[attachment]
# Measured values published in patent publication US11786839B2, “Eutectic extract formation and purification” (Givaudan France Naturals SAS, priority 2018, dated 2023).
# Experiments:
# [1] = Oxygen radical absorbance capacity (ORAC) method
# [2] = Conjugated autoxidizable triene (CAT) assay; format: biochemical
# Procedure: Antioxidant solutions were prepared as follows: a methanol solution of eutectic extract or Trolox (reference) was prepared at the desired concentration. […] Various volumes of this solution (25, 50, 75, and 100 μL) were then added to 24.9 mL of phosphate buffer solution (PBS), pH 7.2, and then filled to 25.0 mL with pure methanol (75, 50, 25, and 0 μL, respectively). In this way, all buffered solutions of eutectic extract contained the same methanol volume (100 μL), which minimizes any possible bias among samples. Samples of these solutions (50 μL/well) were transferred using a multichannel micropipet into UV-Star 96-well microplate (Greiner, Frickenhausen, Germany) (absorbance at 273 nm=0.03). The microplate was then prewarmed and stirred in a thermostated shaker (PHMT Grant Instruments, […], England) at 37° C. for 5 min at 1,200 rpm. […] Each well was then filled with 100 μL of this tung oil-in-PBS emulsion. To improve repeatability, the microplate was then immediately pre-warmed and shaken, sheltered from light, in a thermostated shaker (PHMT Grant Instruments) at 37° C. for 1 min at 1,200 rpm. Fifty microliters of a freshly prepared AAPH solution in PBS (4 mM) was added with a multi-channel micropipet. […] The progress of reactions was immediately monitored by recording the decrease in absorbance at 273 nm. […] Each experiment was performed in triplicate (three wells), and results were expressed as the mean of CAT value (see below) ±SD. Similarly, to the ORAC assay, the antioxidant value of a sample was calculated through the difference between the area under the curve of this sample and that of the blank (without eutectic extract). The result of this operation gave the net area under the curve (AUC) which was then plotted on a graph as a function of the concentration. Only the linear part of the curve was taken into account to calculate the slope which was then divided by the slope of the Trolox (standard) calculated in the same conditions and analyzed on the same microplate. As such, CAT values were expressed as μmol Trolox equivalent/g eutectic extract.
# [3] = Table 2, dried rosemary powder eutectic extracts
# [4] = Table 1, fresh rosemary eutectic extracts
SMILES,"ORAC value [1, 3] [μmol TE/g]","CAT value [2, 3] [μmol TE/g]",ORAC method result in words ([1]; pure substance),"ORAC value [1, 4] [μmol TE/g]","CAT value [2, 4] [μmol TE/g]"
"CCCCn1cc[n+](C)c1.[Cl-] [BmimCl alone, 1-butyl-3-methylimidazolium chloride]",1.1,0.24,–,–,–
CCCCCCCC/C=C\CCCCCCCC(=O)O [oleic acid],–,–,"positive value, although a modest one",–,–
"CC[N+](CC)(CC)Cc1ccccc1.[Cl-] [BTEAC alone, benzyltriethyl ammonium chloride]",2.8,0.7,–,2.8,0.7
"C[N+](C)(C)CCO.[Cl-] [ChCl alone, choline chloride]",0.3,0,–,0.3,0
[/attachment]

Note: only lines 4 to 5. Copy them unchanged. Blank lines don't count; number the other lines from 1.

# [2] = Conjugated autoxidizable triene (CAT) assay; format: biochemical
# Procedure: Antioxidant solutions were prepared as follows: a methanol solution of eutectic extract or Trolox (reference) was prepared at the desired concentration. […] Various volumes of this solution (25, 50, 75, and 100 μL) were then added to 24.9 mL of phosphate buffer solution (PBS), pH 7.2, and then filled to 25.0 mL with pure methanol (75, 50, 25, and 0 μL, respectively). In this way, all buffered solutions of eutectic extract contained the same methanol volume (100 μL), which minimizes any possible bias among samples. Samples of these solutions (50 μL/well) were transferred using a multichannel micropipet into UV-Star 96-well microplate (Greiner, Frickenhausen, Germany) (absorbance at 273 nm=0.03). The microplate was then prewarmed and stirred in a thermostated shaker (PHMT Grant Instruments, […], England) at 37° C. for 5 min at 1,200 rpm. […] Each well was then filled with 100 μL of this tung oil-in-PBS emulsion. To improve repeatability, the microplate was then immediately pre-warmed and shaken, sheltered from light, in a thermostated shaker (PHMT Grant Instruments) at 37° C. for 1 min at 1,200 rpm. Fifty microliters of a freshly prepared AAPH solution in PBS (4 mM) was added with a multi-channel micropipet. […] The progress of reactions was immediately monitored by recording the decrease in absorbance at 273 nm. […] Each experiment was performed in triplicate (three wells), and results were expressed as the mean of CAT value (see below) ±SD. Similarly, to the ORAC assay, the antioxidant value of a sample was calculated through the difference between the area under the curve of this sample and that of the blank (without eutectic extract). The result of this operation gave the net area under the curve (AUC) which was then plotted on a graph as a function of the concentration. Only the linear part of the curve was taken into account to calculate the slope which was then divided by the slope of the Trolox (standard) calculated in the same conditions and analyzed on the same microplate. As such, CAT values were expressed as μmol Trolox equivalent/g eutectic extract.